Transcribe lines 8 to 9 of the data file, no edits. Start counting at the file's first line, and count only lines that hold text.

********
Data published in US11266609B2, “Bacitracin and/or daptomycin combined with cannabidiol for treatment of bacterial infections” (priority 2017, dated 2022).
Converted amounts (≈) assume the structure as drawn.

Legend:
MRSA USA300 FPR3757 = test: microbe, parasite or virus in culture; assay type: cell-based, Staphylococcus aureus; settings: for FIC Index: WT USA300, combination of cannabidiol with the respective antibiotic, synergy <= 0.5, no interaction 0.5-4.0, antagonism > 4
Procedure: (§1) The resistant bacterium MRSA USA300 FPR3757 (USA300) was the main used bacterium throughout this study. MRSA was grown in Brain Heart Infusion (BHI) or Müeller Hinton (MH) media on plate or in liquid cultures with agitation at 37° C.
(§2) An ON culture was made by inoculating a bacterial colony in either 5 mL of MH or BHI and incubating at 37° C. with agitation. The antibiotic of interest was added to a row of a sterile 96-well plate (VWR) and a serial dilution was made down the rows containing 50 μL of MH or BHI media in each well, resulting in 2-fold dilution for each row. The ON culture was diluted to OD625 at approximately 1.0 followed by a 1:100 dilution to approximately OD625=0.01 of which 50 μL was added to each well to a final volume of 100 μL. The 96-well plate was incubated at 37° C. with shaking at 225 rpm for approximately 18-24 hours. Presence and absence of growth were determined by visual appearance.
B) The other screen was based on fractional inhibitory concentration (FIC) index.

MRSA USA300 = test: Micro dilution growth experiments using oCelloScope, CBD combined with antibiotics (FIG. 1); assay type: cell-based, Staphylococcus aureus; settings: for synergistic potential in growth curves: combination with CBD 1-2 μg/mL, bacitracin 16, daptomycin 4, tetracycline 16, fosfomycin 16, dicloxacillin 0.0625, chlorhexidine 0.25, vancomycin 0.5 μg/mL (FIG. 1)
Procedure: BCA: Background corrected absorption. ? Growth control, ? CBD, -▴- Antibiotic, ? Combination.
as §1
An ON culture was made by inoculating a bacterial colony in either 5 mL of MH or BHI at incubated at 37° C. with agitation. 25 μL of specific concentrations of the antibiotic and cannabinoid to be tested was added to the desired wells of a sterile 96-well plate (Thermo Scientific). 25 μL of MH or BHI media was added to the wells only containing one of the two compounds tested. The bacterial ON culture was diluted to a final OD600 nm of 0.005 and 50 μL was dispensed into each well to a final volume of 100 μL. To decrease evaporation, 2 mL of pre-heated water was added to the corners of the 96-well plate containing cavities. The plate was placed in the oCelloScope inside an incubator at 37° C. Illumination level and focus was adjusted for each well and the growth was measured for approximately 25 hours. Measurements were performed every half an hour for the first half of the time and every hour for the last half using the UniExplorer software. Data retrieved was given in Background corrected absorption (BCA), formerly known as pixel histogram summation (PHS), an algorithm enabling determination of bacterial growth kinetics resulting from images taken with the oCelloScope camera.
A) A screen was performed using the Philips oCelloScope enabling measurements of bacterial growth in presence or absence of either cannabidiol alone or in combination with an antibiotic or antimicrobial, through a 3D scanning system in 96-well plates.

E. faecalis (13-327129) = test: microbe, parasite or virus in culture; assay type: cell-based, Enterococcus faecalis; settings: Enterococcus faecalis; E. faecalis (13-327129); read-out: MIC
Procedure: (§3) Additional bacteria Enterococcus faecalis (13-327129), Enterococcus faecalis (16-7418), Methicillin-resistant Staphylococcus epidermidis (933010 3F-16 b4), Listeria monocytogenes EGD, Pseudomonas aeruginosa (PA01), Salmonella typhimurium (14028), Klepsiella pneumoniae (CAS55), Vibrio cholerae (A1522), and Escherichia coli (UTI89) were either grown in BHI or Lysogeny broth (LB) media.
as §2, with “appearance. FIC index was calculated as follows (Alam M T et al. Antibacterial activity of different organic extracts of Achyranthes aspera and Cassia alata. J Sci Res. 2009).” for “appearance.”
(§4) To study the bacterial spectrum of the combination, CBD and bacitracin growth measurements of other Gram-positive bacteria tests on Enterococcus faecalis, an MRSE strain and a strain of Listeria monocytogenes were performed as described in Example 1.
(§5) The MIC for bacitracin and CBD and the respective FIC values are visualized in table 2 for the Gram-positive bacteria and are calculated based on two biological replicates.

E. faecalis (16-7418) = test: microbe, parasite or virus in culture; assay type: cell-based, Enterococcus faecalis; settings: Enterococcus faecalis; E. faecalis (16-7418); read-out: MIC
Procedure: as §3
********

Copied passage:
MRSA USA300 = test: Micro dilution growth experiments using oCelloScope, CBD combined with antibiotics (FIG. 1); assay type: cell-based, Staphylococcus aureus; settings: for synergistic potential in growth curves: combination with CBD 1-2 μg/mL, bacitracin 16, daptomycin 4, tetracycline 16, fosfomycin 16, dicloxacillin 0.0625, chlorhexidine 0.25, vancomycin 0.5 μg/mL (FIG. 1)
Procedure: BCA: Background corrected absorption. ? Growth control, ? CBD, -▴- Antibiotic, ? Combination.